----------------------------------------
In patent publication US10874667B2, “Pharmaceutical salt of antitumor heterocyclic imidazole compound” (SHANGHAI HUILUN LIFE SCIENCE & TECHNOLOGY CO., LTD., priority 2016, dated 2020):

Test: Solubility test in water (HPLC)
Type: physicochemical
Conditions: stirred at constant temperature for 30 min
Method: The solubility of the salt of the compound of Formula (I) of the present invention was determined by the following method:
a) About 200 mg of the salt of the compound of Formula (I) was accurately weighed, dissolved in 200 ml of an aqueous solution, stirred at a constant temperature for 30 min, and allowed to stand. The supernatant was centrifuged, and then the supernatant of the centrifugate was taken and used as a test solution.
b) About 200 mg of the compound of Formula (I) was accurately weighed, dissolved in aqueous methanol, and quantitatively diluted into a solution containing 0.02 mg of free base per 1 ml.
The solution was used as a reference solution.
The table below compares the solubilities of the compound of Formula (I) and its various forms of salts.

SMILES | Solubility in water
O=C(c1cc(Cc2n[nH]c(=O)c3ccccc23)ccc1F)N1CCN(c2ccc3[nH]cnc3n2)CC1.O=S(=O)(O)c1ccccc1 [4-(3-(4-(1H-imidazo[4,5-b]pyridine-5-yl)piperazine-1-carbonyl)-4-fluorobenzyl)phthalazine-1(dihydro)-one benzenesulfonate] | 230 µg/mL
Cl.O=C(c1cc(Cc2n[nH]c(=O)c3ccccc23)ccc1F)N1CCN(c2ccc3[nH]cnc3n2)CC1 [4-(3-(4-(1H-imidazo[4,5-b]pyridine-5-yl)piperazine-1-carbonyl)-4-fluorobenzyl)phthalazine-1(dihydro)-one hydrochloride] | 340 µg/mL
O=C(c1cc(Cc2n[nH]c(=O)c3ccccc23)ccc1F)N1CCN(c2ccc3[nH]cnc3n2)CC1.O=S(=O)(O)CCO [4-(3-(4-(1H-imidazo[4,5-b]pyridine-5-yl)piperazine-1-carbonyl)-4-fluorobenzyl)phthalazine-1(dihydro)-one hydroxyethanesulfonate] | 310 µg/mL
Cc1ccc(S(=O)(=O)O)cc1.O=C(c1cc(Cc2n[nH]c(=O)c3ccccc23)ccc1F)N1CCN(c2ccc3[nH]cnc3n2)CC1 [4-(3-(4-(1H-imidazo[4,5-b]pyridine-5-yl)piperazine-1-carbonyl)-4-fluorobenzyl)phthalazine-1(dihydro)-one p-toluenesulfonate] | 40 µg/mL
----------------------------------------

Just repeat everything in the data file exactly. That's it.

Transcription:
In patent publication US10874667B2, “Pharmaceutical salt of antitumor heterocyclic imidazole compound” (SHANGHAI HUILUN LIFE SCIENCE & TECHNOLOGY CO., LTD., priority 2016, dated 2020):

Test: Solubility test in water (HPLC)
Type: physicochemical
Conditions: stirred at constant temperature for 30 min
Method: The solubility of the salt of the compound of Formula (I) of the present invention was determined by the following method:
a) About 200 mg of the salt of the compound of Formula (I) was accurately weighed, dissolved in 200 ml of an aqueous solution, stirred at a constant temperature for 30 min, and allowed to stand. The supernatant was centrifuged, and then the supernatant of the centrifugate was taken and used as a test solution.
b) About 200 mg of the compound of Formula (I) was accurately weighed, dissolved in aqueous methanol, and quantitatively diluted into a solution containing 0.02 mg of free base per 1 ml.
The solution was used as a reference solution.
The table below compares the solubilities of the compound of Formula (I) and its various forms of salts.

SMILES | Solubility in water
O=C(c1cc(Cc2n[nH]c(=O)c3ccccc23)ccc1F)N1CCN(c2ccc3[nH]cnc3n2)CC1.O=S(=O)(O)c1ccccc1 [4-(3-(4-(1H-imidazo[4,5-b]pyridine-5-yl)piperazine-1-carbonyl)-4-fluorobenzyl)phthalazine-1(dihydro)-one benzenesulfonate] | 230 µg/mL
Cl.O=C(c1cc(Cc2n[nH]c(=O)c3ccccc23)ccc1F)N1CCN(c2ccc3[nH]cnc3n2)CC1 [4-(3-(4-(1H-imidazo[4,5-b]pyridine-5-yl)piperazine-1-carbonyl)-4-fluorobenzyl)phthalazine-1(dihydro)-one hydrochloride] | 340 µg/mL
O=C(c1cc(Cc2n[nH]c(=O)c3ccccc23)ccc1F)N1CCN(c2ccc3[nH]cnc3n2)CC1.O=S(=O)(O)CCO [4-(3-(4-(1H-imidazo[4,5-b]pyridine-5-yl)piperazine-1-carbonyl)-4-fluorobenzyl)phthalazine-1(dihydro)-one hydroxyethanesulfonate] | 310 µg/mL
Cc1ccc(S(=O)(=O)O)cc1.O=C(c1cc(Cc2n[nH]c(=O)c3ccccc23)ccc1F)N1CCN(c2ccc3[nH]cnc3n2)CC1 [4-(3-(4-(1H-imidazo[4,5-b]pyridine-5-yl)piperazine-1-carbonyl)-4-fluorobenzyl)phthalazine-1(dihydro)-one p-toluenesulfonate] | 40 µg/mL